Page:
Mo Clougher recalls her father, Fred Wallace, a coal merchant on Tunnel Road

Resource Type: Audio | Posted on 5th January 2012 by Jenny Porter

Mo remembers going to work with her father who owned the coal office at 29a Tunnel Road.

Mo Clougher recalls her father, Fred Wallace, a coal merchant on Tunnel Road

Interviewee: Mo Clougher

Interviewee Gender: Female

Date of Interview: 17th August 2011

Interview Transcript

Jenny: So tell us a little bit about your dad…

Mo: My Dad

Jenny: And his association with the station..

Mo: Erm…My Dad…er…My Dad..Er Fred Wallace he was a fabulous guy.  I’ll get choked up.  As I say I think its because I went everywhere with him because our Pat couldn’t travel and my brother and my dad didn’t get on.

Jenny: Were you the youngest?

Mo: I was the youngest yes I was the baby and my brother was the eldest.  But my dad was very poorly, he’d been poorly ever from when they were married with rheumatism and arthritis… and he got that way…  He used to travel on the buses. Well it was a heck of a long way then for him to come here…

Jenny: I was going to say so all the time so all the time you lived in Moss Grove he had the coal shed.

Mo: Yes.

Jenny: And then even when you moved..

Mo: And carried on travelling. Why on earth he didn’t go to somewhere a bit handier for buses I don’t know because we were a heck of a way for a bus stop.  We lived in Milton Avenue I don’t suppose you know it..And the nearest buses were on Broad Green Road and the trams there used to be as well.

Jenny: Mmm…

Mo:  But it was a heck of a long walk.

Jenny: Did you used to go with him sometimes?

Mo: No…no.  I was only a youngster then and because we’d be going to school, we’d be going to school as he went to work.  I think sometimes somebody gave him a lift, to the bus sometimes..I think, I remember now; Mr Donlan.  He used to have a van and he used to take him sometimes to the bus but he got that bad that they decided that we’d have to come back to live nearer, so mum and dad looked at houses and that’s how we ended up coming to live in Salisbury Road. Which was you know harder for them, you know, they weren’t over the moon, but I was …well once I settled I loved it there. My sister didn’t she didn’t make as many friends and that did she…

Jean: No

Mo: But you know I was very happy there.  I say, my brother wasn’t there long because he went in the post office and then he went, instead of doing national service, he went into the RAF.  Joined the RAF.

Jenny: Oh right..

Mo: So he was away quite a lot. I say when he was home, my dad and him… they never got on…They never did.

Jenny: Do you have any memories of the station itself?

Mo: Not of the station, I’m sorry no, it was the coal office I was in an awful lot and I used to come out the back into the goods yard, out the back I used to come out the back.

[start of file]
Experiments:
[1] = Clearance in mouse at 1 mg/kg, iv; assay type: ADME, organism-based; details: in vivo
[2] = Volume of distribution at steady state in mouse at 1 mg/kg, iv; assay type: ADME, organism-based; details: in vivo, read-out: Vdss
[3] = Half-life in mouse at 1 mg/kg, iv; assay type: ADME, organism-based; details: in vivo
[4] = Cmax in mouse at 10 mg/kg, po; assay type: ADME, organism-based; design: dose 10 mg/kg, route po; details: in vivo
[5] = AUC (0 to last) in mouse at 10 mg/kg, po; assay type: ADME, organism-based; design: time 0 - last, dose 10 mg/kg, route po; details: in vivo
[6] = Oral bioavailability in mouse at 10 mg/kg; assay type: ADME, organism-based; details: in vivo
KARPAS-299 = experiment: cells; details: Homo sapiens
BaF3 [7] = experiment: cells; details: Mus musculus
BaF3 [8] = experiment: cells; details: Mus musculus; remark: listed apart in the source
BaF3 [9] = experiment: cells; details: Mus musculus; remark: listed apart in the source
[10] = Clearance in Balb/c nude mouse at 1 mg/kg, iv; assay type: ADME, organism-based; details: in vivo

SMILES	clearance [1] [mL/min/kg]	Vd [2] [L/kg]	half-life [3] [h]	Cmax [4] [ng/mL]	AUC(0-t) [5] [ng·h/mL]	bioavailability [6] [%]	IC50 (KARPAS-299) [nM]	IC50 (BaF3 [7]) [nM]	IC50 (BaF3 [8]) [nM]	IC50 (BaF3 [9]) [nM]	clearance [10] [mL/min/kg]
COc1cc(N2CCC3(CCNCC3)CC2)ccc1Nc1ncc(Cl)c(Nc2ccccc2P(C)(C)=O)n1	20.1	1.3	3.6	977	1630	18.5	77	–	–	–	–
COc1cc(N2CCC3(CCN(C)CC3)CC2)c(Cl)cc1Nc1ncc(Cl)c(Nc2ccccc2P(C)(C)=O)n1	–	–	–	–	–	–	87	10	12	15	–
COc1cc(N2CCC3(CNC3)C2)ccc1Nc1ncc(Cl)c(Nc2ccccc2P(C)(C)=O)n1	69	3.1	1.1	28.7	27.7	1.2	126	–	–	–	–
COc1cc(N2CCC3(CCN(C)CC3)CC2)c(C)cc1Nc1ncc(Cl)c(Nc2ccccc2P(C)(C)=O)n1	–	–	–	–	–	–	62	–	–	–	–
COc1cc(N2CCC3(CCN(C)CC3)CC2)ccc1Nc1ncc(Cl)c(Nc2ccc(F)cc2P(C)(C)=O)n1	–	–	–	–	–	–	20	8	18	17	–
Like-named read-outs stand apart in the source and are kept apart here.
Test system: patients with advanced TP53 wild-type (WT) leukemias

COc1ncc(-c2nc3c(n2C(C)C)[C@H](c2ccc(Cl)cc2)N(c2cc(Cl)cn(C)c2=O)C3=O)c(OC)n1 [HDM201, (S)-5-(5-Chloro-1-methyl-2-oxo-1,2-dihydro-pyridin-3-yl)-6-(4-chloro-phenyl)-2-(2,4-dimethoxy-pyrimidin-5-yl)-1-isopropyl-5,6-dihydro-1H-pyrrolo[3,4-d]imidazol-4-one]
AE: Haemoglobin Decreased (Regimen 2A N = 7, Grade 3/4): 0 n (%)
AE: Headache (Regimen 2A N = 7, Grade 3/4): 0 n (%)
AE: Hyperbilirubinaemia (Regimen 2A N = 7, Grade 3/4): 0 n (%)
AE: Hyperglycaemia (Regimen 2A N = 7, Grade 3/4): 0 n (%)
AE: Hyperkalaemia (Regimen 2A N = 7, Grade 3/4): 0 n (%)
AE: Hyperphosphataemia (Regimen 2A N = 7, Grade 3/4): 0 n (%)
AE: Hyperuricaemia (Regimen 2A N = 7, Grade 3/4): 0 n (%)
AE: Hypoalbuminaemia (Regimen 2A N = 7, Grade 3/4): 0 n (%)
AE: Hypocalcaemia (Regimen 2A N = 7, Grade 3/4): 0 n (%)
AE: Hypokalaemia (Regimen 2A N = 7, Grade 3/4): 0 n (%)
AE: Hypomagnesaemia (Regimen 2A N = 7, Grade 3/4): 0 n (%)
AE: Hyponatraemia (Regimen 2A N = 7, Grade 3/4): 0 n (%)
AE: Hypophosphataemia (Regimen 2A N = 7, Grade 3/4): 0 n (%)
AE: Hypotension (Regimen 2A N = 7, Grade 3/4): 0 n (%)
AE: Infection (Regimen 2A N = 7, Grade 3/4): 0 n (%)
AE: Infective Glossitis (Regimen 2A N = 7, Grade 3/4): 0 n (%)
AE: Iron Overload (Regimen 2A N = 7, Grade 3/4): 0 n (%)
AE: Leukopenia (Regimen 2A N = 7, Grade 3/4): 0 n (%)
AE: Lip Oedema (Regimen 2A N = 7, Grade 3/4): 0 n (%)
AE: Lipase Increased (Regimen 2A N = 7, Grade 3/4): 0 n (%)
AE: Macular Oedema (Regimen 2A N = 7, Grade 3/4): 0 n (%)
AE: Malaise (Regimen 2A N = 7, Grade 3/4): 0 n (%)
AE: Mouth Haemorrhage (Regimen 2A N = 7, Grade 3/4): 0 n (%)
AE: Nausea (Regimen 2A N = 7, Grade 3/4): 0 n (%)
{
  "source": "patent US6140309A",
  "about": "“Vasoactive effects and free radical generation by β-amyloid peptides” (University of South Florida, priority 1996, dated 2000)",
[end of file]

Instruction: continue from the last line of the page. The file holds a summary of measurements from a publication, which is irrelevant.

Jenny: Oh yeah…yeah.  What was the back like? because its quite a big drop isn’t it?… yeah…

Mo: It was stee’...  There was steps all the way down…

Jenny: (interrupts) There was steps!

Mo: Yes behind my dad’s office.

Jenny: Yeah.

Mo: There was like a staircase…A wooden staircase down.  And there used to be coal stored under there, and the rats used to play there.  I used to watch the rats!

Jenny: Eurgh! [Laughs]

Mo: [laughs] Remember I used to have a friend Lily Nubbly (?) lived in Uxbridge street…erm…I used to go to Sunday school up there that was before I knew you (addressing Jean) I’d lived there about a year before..well that was when my dad died I met Jean.  But Lily used to go to our school and we used to bring her over to the office and we used to go down to watch the rats playing [laughs].

Jenny: Doesn’t sound like much fun to me that!

Mo: But the yard was always busy with erm the different trucks coming in and out and what not.  But my dad said you mustn’t walk over it because of the…the lines everywhere you know.  It seems so strange with it being so quiet now you know you can’t see anything there now.

Jenny: Well I know in the photo that you showed to me he actually had his own wagon didn’t he..

Mo: Yes I brought them again so as I could explain which is my dad and which isn’t my dad.

Jenny:[Laughs] So did he have someone else working wth him is that who else is in the photograph?

Mo: No I don’t know that man, I asked my sister she said that was a Mr Hughes.  She used to call him Hughsy. I don’t remember him at all.  I don’t know who he was.

Jenny: So he could have been another coal merchant maybe?

Mo: Might have been.  But the chap he had working for him the carter they used to call them because my dad had a horse and cart there used to be stables at the end of Tunnel Road, on the right, and that’s where his horse was.

Jenny: Oh right.

Mo: Dobbin dead original.

Jenny: Dobbin!